HOOKSETT — Hundreds of children and parents from around the state will descend on Donati Memorial Park today for the 11th annual Pee Wee Football Ricky McGregor Jamboree.
While many of the parents and coaches love the game of football, many believe the most important things their children learn from playing football are lessons about life.
"It's great to have the kids out there, I think it helps them both now and in the future," said Carl Taylor, who will have five sons playing today. "It teaches them teamwork and discipline, how to help each other and how to interact with different kids from all walks of life. And most importantly, it teaches them how to be a family."
Scott Shimer, the jamboree's football coordinator, said that one of the reasons he likes the event is because it pays respect to former gridder Ricky McGregor, the Deerfield boy who died in 2006 at age 13.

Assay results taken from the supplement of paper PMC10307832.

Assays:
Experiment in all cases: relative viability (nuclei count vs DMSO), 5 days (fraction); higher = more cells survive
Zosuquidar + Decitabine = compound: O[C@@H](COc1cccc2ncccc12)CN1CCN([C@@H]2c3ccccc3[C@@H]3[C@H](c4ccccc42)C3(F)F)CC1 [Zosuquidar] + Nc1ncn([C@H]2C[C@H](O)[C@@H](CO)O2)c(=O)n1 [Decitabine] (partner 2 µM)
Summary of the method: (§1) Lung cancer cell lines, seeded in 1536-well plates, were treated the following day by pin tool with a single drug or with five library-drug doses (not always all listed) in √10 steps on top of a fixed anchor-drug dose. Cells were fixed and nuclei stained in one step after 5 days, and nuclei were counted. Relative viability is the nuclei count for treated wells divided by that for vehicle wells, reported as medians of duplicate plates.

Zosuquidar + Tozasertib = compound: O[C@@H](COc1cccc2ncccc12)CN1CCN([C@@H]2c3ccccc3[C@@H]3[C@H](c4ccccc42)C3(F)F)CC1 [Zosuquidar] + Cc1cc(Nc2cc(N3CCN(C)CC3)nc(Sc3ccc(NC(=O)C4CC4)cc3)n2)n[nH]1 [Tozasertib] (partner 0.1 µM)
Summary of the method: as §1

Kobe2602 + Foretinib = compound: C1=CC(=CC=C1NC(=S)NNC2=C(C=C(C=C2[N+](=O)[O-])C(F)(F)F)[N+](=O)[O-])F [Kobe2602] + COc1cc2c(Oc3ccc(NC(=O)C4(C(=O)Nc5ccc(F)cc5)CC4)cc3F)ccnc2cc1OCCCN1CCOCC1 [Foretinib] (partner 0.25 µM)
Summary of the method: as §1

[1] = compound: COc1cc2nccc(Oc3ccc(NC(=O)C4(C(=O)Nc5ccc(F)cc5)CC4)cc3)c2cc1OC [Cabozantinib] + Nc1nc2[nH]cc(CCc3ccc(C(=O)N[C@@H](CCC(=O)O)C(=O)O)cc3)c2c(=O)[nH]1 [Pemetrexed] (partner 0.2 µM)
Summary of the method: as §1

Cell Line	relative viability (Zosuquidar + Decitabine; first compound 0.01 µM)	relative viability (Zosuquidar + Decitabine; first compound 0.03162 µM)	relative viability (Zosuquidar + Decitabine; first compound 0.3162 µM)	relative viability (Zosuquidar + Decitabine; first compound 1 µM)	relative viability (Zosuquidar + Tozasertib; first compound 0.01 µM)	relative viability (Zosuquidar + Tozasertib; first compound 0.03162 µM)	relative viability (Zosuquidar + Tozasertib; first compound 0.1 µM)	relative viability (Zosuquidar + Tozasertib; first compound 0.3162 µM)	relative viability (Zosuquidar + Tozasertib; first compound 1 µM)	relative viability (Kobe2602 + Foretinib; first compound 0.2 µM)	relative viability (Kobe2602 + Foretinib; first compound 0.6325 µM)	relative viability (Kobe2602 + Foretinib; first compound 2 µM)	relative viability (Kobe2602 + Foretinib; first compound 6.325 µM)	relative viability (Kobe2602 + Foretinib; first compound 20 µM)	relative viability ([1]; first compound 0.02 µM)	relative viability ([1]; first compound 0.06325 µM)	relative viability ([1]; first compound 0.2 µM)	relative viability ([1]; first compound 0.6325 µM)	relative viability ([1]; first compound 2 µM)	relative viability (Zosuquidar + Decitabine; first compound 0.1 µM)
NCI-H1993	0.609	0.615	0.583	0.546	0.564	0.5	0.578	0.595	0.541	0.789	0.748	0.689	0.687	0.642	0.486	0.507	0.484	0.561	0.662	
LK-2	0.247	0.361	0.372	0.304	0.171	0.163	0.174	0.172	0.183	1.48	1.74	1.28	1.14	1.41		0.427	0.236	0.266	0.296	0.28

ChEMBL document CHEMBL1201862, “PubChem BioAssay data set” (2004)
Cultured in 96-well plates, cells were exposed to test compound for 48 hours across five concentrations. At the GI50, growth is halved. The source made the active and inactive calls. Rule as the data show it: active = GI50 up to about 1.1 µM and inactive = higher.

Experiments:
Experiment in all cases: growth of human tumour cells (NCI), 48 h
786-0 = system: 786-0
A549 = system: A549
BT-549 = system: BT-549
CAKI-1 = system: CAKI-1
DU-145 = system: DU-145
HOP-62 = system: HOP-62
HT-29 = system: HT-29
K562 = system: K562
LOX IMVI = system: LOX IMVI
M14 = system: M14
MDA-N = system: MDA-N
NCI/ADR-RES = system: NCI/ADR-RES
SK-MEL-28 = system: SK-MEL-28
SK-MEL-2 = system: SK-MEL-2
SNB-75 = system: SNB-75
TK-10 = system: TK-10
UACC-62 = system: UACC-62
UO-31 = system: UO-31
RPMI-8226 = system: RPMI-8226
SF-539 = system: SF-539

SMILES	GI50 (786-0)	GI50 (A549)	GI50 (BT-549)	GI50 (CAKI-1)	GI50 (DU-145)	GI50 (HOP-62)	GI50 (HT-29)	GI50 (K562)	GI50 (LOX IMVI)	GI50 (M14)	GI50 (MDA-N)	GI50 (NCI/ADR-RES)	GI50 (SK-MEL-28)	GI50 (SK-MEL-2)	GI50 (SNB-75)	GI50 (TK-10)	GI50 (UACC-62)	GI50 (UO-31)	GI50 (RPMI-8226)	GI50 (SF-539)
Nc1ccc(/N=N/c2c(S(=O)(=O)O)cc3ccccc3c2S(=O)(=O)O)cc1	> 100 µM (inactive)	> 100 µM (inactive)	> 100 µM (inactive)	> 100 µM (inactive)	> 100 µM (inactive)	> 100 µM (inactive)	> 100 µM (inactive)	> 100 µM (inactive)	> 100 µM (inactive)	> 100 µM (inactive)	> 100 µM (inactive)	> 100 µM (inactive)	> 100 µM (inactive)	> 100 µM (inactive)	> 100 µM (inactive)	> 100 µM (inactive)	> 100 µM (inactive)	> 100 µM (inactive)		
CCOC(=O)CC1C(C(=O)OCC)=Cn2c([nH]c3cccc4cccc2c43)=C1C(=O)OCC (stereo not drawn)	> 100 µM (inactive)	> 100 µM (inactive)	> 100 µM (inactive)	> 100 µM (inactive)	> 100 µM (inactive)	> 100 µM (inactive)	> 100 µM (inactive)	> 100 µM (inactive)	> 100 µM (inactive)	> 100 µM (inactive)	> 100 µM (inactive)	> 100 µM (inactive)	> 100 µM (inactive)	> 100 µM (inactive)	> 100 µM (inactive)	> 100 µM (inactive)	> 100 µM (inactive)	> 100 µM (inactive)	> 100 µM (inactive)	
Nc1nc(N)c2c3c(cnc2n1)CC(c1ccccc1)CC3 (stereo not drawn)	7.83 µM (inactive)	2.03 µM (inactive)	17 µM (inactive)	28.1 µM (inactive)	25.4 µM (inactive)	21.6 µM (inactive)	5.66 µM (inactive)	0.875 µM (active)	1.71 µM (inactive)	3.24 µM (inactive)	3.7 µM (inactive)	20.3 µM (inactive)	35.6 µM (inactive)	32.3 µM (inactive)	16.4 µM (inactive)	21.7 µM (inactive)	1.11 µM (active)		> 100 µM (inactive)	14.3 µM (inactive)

Shimer agreed with Junior Pee Wee division coach Rob Launier that the best part of being involved in the league is watching the children develop not only as football players, but also as people.
"I enjoy coaching the kids, it's great to see them develop from start to finish," Launier said.
"And you get to watch them become better people, you really get to see them grow," Shimer said.
Peter Casey, who coaches the Mighty Mites team, said, "I think this is a great thing. We get to teach the kids the fundamentals while ensuring that they have fun in order to ensure they want to keep playing."
The jamboree is a scrimmage during which no score is kept. Each team will play 20 snaps on both offense and defense for a total of 80 minutes.
Teams from Merrimack, the Seacoast, Amherst, Bedford, Concord are participating. The jamboree isn't just for the boys though, as many cheerleading teams will also be in attendance fine-tuning their routines.